The Big Bang might be construed as the fixed point attractor of objectivity. Like the first distinction, or the arche-trace, it is a substantive mark, and can only supplement actualization. It holds all of becoming in a single point, outside of time (the cosmological singularity). But each moment of self-reference produces its own intensive singularity that bifurcates from the spatial plane and produces its independent temporal axis. There is therefore, strictly speaking, no Big bang, for all the little bangs that compose it resist their totalization. The universe would be better understood as a web of strange attractors, chaotic attractors that have as their first characteristic to be withdrawn and plunged into the infinite regress toward a multiplicity of initial conditions.
Let us take one last example before we conclude: according to the discoveries of the theory of complexity, such as in the work of Stuart Kauffman, self-organising systems seem particularly attracted to the edge of chaos. A self-organizing system is not simply selective and retentive, it is not simply negentropic: in order to be efficient, it must situate itself on the edge of chaos. A system that is too ordered remains fixed and crystallized, incapable of evolving, of varying, of creating new forms that can survive in the changing environment. By contrast, a system that is too chaotic cannot hold enough order to contain itself, not enough structure to inscribe a memory, a logic, a program. But between these two poles, there exists as third regime: where order is liberated from the fixed point attractor and rises into differentiation, but also where chaos allows itself just enough body to not evaporate and loose itself. Christopher Langton, in the 90’s, even discovered that the universal computer potentially emerged in the fine layer that separates the regime of order from the regime of chaos. For it is there, between order and chaos, that virtual computing can spontaneously occur, as described by Alan Turing in 1936: a virtual machine that would read both the description of the machine it simulates and the data it computes from the same series of variations inscribed on the edge of chaos.
So if we grant the edge of chaos this potential capacity to virtualise autonomous universes, to simulate them, as does Turing’s machine, then the self-organizing universe escapes itself perpetually in its race toward higher entropy. The edge of chaos is thick, for if the virtual is reborn on this edge, if little universes are simulated somewhere between the birth and the heat death of the universe, it also means that perhaps, somewhere on the path to higher entropy, the universe reaches a zone where the system’s behavior bifurcates into heterogeneous dimensions. This recalls physicist Lee Smolin’s theory of the fecund universe. He speculates that each black hole in the universe produces its own Big Bang behind its event horizon, with its own forces and constants. Each universe only produces offspring (little bangs) to the extent that it produces black holes. The black hole acts upon the system of the universe, somewhat like the self-referential statement acts upon the mathematical system. Smolin’s black hole is the pharmakon of the universe, its exteriorization, its escape, its flight from self, just as Gödel’s self-referential statement is the pharmakon of mathematics. The pharmacological is composed of this fractal-like web of inter-embedded holes and strange attractors that weave themselves around each process of individuation and constitute its preindividual field.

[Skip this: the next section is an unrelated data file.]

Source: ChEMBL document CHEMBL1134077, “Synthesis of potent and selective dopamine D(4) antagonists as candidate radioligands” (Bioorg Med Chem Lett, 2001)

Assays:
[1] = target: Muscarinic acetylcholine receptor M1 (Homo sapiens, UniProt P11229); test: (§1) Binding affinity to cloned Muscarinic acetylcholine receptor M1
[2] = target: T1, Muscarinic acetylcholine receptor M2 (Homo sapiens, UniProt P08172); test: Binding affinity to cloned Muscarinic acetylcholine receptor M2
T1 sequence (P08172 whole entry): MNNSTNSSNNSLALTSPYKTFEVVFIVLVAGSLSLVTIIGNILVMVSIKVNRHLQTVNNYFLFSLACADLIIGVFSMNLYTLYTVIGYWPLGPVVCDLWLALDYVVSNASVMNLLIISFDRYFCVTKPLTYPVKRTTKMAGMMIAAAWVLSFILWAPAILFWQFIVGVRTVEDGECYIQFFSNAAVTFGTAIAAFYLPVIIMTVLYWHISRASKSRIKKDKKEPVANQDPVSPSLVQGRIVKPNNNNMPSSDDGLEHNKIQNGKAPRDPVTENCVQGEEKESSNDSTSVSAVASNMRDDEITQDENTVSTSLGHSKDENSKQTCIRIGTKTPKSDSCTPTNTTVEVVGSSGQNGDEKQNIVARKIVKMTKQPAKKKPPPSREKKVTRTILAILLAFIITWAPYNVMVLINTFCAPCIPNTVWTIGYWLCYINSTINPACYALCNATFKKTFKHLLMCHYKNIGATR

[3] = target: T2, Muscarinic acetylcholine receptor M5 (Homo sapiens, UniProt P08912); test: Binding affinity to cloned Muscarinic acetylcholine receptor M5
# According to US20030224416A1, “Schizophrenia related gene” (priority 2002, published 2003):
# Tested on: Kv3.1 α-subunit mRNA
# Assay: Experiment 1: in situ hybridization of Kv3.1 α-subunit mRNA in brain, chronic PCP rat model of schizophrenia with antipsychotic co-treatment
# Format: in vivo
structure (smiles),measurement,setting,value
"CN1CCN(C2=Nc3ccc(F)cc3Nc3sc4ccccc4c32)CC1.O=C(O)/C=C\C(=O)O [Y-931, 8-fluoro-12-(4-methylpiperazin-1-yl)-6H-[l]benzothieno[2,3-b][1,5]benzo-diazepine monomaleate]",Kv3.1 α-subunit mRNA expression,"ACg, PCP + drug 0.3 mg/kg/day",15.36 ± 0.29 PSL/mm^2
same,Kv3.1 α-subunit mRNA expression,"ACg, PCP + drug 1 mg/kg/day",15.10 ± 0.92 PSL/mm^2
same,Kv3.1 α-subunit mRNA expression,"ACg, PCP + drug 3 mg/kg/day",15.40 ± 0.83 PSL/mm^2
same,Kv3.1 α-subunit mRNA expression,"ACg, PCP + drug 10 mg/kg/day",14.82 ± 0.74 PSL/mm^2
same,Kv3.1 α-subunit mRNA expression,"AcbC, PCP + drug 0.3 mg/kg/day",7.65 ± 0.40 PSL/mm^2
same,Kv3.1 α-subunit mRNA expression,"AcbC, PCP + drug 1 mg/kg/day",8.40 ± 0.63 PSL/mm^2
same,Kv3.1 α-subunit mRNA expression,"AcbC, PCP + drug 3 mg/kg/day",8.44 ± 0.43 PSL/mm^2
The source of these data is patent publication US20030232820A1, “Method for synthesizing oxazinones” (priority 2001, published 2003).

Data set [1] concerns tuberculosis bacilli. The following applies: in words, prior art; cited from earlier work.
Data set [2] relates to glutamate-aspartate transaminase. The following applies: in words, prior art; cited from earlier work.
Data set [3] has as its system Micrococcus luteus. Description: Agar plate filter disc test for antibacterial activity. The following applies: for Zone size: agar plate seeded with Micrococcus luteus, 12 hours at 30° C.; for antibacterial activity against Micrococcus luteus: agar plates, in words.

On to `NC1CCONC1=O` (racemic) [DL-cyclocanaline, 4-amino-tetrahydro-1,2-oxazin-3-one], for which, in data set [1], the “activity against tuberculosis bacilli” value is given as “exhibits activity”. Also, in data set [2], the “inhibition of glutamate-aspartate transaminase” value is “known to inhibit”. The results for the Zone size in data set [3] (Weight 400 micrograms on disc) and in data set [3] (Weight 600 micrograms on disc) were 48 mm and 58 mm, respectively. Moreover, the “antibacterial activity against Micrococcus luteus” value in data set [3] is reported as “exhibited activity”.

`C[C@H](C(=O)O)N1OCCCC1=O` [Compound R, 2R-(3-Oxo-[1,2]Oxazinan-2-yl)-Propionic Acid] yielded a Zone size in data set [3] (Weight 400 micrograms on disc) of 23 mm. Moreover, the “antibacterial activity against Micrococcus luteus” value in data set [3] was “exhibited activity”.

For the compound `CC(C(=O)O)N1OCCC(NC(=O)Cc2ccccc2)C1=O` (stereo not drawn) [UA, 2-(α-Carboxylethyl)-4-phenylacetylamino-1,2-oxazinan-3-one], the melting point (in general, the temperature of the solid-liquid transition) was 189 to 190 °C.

The pharmakon in this sense relates to the concept of the ()hole complex in Negarestani’s Cyclonopedia, where each whole escapes itself through its own self-referential (black) holes, that form where cyclones and spirals conspire and become complicit, sharing inward folds and spires, and perpetually defer totalization. The point here is that the pharmakon should no longer be reduced to a mere undecidability between outside and inside, between poison and remedy, for it is rather the consistency of individuation itself. Absolute closure and absolute openness are nowhere to be found. There are only pre-individual individuals, there are only partly discrete identities, there are only partly continuous continuums, for the fabric of the universe is intrinsic hybridity, and the body of becoming is composed not of organs, but of holes, escape tunnels and lines of flight.
 I agree here with Peter Hallward’s argument against Meillassoux :
Peter Hallward. Anything is Possible: A Reading of Quentin Meillassoux’s After Finitude dans Bryant, L. R., Srnicek, N., & Harman, G. (2011). The speculative turn?: continental materialism and realism. Melbourne, Victoria, S. Aust.: re.press. p. 130-141
 Against the predominiance of the closed system in second order cybernetics, Mark Hansen has proposed an interesting alternative, with which the pharmakon aligns perfectly, that he calls the system environment hybrid, drawing from, among others, the Simondon’s individuation and Guattari’s notion of the machine.
Mark B. H. Hansen, System-Environment Hybrids dans Clarke, B., & Hansen, M. B. N. (Eds.). (2009). Emergence and Embodiment: New Essays on Second-Order Systems Theory. Duke University Press Books.
 Kauffman, S. (1996). At Home in the Universe: The Search for the Laws of Self-Organization and Complexity (1st ed.). Oxford University Press, USA.